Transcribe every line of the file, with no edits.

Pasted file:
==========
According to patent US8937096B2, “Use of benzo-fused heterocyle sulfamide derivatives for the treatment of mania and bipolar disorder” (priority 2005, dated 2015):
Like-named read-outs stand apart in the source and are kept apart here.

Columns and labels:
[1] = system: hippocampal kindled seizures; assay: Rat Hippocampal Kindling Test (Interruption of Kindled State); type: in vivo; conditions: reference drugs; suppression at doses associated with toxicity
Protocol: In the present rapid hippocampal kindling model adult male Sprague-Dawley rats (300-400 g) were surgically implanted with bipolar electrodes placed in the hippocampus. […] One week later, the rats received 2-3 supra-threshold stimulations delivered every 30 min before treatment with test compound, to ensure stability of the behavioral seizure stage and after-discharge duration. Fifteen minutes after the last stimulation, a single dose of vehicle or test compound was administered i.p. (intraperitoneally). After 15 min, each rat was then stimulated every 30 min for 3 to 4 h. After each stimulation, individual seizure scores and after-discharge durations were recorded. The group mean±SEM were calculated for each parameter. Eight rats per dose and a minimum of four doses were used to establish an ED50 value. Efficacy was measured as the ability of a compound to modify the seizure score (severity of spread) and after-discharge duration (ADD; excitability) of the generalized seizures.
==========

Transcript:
According to patent US8937096B2, “Use of benzo-fused heterocyle sulfamide derivatives for the treatment of mania and bipolar disorder” (priority 2005, dated 2015):
Like-named read-outs stand apart in the source and are kept apart here.

Columns and labels:
[1] = system: hippocampal kindled seizures; assay: Rat Hippocampal Kindling Test (Interruption of Kindled State); type: in vivo; conditions: reference drugs; suppression at doses associated with toxicity
Protocol: In the present rapid hippocampal kindling model adult male Sprague-Dawley rats (300-400 g) were surgically implanted with bipolar electrodes placed in the hippocampus. […] One week later, the rats received 2-3 supra-threshold stimulations delivered every 30 min before treatment with test compound, to ensure stability of the behavioral seizure stage and after-discharge duration. Fifteen minutes after the last stimulation, a single dose of vehicle or test compound was administered i.p. (intraperitoneally). After 15 min, each rat was then stimulated every 30 min for 3 to 4 h. After each stimulation, individual seizure scores and after-discharge durations were recorded. The group mean±SEM were calculated for each parameter. Eight rats per dose and a minimum of four doses were used to establish an ED50 value. Efficacy was measured as the ability of a compound to modify the seizure score (severity of spread) and after-discharge duration (ADD; excitability) of the generalized seizures.